NoDak Moment | The Tragedy of Sherbrooke

Sherbrooke, N.D., had it all. And then it lost everything.

The Steele County town began settlement in 1881, named after a Quebecois village. Sherbrooke became the county seat in 1885 as settlers flocked to the town. Its courthouse was built in 1886 and enlarged two years later. A fire proof vault was added in 1891. The Steele County Tribune came in spring 1889; two of its first editors were women.

A stage line came to Sherbrooke. So did a blacksmith, bank, three one-room schoolhouses, merchandise stores, post office, livery stable, feed mill, deeds office, Methodist church and various clubs, all serving Sherbrooke and its township.

The courthouse was apparently held dear by Sherbrooke’s residents, as a Hope, N.D., centennial book recounted. The courthouse’s second story was a popular community space, used for “church, oyster stews and ice cream sociables. Many debates were held here often ending in a row. Sliding down the broad banister provided pleasure for the children.”

Another apple of Sherbrooke’s eye was its hotel. The Sherbrooke House Hotel, owned by the Sherbrooke sheriff’s mother, was built in 1885. It held 11 rooms, including five bedrooms. Records indicate that President William McKinley roomed at the Sherbrooke House Hotel for one night in 1896 on a visit to North Dakota. In 1900, the hotel was sold and moved a little farther north.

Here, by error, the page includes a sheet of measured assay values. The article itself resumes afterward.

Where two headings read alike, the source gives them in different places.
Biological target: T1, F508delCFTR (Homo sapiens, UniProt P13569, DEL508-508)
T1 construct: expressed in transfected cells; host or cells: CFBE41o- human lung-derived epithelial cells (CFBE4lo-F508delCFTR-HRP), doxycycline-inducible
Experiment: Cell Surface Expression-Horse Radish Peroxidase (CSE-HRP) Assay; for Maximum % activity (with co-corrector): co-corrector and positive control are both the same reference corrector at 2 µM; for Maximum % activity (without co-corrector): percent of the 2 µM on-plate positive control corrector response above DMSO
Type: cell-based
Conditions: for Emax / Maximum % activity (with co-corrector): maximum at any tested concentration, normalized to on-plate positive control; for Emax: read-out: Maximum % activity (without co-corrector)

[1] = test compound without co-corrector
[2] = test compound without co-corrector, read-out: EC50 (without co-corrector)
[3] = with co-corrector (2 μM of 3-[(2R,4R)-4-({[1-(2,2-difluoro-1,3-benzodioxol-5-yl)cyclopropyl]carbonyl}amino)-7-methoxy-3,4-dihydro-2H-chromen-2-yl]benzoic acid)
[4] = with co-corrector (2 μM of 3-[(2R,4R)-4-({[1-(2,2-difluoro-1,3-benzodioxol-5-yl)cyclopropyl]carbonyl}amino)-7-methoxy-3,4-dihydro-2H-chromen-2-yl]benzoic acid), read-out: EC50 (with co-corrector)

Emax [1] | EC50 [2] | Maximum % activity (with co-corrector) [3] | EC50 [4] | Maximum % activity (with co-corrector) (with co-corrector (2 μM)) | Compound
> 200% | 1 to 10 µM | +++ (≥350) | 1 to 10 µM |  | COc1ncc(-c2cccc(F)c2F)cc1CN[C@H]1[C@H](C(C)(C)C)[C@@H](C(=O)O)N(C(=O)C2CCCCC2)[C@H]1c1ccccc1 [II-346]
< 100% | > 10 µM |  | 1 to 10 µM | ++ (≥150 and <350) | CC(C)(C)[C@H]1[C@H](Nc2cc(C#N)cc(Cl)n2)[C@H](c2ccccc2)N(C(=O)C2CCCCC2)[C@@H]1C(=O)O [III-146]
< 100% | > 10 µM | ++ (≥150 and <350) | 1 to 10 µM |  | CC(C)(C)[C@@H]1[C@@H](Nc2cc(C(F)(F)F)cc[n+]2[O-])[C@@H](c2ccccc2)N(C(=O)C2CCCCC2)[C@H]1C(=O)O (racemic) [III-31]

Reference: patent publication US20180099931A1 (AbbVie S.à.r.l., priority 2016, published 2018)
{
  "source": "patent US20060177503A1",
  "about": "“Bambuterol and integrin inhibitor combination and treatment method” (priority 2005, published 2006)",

Until 1918, Sherbrooke was doing well. But then came its annus horribilis.

In a stroke, the county seat was put to a vote. In June 1918, Steele County residents voted to move the honor elsewhere, “some other and more convenient place.” Sherbrooke did not lie on a railroad or river, though a railroad was staked out north of town but abandoned at the advent of World War I.

Finley received the most votes for county seat, but Sherbrooke residents fought to keep the seat despite receiving 19 percent of the vote.

“It is a well-known fact that a county seat should be on some line of traffic and commerce, and readily accessible to the public,” the 1918 syllabus of Bugbee et al. v. Steele County reported.

The state supreme court ruled against the plaintiffs, ultimately sending the county seat to Finley as county residents had the right to locate and relocate their county seat.

The newspaper ended that May, then moved to Finley. The post office closed that fall. The hotel was sold and moved in three parts to area farms. All but one store left town, and that was closed in 1938. Sherbrooke had two residents in 1982.

Today Sherbrooke is a ghost town in the middle of farmland. Nature has reclaimed many of the dilapidated structures in Sherbrooke, and the stone, moss-covered remains of what may have been the precious courthouse sit in ruins.

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